Four pioneers in the field of organizational learning--Peter Senge, C. Otto Scharmer, Joseph Jaworski, and Betty Sue Flowers--explore the concept of transformational change, from how it comes about to its influence on people and their institutions, as it relates to collective change and its implications.
The Requiem Scenario
T he four of us were sitting in a circle in the study of Otto's home on Maple Avenue in Cambridge, Massachusetts. Outside, a light snow was falling. Inside, under the windows, Otto had placed bright red poinsettias. The walls were covered with charts, several with a large U drawn on them. Books were neatly stacked everywhere, and in one corner a computer hummed quietly.
"When Otto said that Jurassic Park was written in this house, I couldn't help thinking how ironic it was, given our conversations," said Betty Sue. "Now here we are sitting in the 'house of the dinosaurs' talking about a real-life nightmare scenario: the destruction of our environment; the growing social divide between rich and poor; the potential dangers of things like biotechnology; and escalating violence around the world."
"Isn't it ironic the way people talk about dinosaurs?" Peter said. "Today we say an organization is 'just like a dinosaur' when we mean it's slow and
can't adjust to change. But you know, the dinosaurs did manage to survive over a hundred times longer than humans have so far. Whatever beings might take our place here in the future will probably say, 'Just like the human beings-too bad they didn't have the adaptive capabilities of dinosaurs!'"
Betty Sue shuddered. "Hearing human beings talked about in the past tense like that is terribly chilling. I guess we all know that since we have the means to destroy ourselves, it's possible that we will. The unthinkable is possible, but it's still very difficult to consider. The poet Auden said, 'We must love one another or die.' No one thinks we're very close to loving one another just yet, but we also don't seem willing to consider the consequences of not doing so."
"And that's why we don't change," Peter replied. "I was speaking at a conference on business and the environment last week, and stayed at a conference center that I first visited twenty years ago. This center hosts a conference every year at which a prestigious environmental sustainability award is given, so you would expect it to be a showcase for environmentally sound practices, but I'm sure this place generates more waste per customer than they did twenty years ago.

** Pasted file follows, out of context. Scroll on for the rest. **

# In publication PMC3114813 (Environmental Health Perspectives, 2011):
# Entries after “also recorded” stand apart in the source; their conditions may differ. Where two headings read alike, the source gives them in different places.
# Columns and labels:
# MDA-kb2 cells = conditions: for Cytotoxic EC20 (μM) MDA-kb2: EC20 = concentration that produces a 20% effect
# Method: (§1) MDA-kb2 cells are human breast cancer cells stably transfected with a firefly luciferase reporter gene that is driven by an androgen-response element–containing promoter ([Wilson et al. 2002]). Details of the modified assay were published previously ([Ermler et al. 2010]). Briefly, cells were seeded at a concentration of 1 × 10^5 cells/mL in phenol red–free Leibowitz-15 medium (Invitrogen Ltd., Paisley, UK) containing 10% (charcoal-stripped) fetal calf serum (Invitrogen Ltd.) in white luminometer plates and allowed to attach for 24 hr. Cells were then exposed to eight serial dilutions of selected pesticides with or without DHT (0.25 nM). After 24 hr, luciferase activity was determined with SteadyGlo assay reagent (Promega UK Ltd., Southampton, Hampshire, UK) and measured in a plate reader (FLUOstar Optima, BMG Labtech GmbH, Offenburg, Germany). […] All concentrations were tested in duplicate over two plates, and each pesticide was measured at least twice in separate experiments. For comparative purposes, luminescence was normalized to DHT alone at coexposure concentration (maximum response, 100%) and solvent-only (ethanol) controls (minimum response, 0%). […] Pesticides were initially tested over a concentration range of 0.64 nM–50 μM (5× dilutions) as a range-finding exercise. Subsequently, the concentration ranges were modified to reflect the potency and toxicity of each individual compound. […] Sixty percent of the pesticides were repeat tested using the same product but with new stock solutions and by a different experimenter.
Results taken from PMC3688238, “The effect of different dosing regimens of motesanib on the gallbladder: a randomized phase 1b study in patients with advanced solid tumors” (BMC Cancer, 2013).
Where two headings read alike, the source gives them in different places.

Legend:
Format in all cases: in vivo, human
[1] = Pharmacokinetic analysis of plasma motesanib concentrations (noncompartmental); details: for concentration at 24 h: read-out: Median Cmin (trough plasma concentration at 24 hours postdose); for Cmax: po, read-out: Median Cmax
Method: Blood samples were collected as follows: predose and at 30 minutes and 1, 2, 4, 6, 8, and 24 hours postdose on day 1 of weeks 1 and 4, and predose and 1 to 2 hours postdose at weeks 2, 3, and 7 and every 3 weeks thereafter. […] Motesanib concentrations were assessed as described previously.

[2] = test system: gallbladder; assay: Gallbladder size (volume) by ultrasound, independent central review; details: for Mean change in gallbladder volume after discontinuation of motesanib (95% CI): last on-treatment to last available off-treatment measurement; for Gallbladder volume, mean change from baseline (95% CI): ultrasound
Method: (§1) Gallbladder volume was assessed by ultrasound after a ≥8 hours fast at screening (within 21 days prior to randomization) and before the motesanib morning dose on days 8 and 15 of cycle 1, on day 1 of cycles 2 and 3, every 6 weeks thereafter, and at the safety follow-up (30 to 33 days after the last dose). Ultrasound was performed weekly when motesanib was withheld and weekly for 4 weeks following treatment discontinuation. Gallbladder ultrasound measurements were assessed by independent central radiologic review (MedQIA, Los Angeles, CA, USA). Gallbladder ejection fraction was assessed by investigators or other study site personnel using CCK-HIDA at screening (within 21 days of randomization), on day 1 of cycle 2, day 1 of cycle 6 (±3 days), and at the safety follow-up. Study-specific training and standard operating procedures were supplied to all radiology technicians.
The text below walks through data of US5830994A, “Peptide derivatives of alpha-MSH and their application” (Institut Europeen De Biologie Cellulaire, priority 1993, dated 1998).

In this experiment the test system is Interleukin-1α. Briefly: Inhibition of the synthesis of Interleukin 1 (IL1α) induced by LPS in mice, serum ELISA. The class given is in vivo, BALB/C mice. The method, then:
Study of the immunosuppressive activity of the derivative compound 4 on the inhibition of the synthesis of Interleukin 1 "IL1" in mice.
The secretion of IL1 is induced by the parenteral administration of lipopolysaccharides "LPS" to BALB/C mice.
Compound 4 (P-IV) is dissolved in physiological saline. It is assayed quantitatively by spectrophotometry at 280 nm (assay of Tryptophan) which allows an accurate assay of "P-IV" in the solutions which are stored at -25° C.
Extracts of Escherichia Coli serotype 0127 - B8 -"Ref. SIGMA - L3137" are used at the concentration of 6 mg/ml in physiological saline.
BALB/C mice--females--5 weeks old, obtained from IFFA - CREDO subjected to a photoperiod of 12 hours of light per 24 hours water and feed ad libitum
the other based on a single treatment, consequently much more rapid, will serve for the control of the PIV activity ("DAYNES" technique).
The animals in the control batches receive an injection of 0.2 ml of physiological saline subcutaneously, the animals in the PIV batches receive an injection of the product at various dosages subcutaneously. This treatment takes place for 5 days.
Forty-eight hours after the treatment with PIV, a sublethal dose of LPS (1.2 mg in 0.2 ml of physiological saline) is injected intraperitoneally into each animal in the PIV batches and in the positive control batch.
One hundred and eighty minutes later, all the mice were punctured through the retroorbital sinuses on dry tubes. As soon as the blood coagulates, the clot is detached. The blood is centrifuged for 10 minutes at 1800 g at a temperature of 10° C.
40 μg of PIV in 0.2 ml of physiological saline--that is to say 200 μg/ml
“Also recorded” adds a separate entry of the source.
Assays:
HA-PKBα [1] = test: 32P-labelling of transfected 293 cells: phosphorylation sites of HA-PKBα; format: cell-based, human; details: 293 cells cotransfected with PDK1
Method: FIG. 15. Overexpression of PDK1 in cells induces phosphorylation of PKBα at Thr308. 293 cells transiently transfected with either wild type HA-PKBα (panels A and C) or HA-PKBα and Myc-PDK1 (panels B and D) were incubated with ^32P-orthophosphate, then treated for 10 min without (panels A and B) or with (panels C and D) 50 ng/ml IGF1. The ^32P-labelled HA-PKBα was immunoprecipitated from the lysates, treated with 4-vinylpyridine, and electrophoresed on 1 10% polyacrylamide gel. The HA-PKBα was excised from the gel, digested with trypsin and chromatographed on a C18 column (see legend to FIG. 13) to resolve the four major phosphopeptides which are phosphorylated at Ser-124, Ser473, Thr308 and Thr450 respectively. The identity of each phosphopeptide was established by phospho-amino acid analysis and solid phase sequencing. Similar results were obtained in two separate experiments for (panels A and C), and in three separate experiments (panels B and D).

"Everything is individually wrapped-coffee, sugar, shampoo- and each container will be thrown away. The materials used in the room were no more environmentally sound then they had been twenty years ago-the wood hadn't been sustainably harvested, the plastics and materials couldn't be recycled, and the appliances couldn't be remanufactured. I had asked for a room where I could open the windows. They didn't have any because they relied on central air-conditioning and heating. The electricity that drove the air conditioning undoubtedly came mostly from power plants that burned coal and other fossil fuels-heating up the earth in order to cool off our rooms. Then I saw this silly little bar of soap, individually wrapped. Somehow it epitomized the whole situation.
"Those soaps end up being ninety percent wasted-waste that is completely unnecessary. They could easily be replaced by liquid soap dispensers that create almost no waste. There are even biodegradable liquid soaps now. One is manufactured by a supplier in Sweden, partly owned by Scandic, which has gone from a mediocre, financially strapped business to one of Sweden's most financially successful hotel chains, in part through its commitment to 'the sustainable hotel room.' There's no reason being environmentally smart can't be good for business as well-at least in Sweden.
"So I stood there looking at this little bar of soap, listening to my air conditioner whir in the background, feeling angrier and angrier, and wondered why this American conference center still hadn't learned in twenty years what the Swedish hotel chain had learned in a few years. Why were we even still bothering to hold conferences about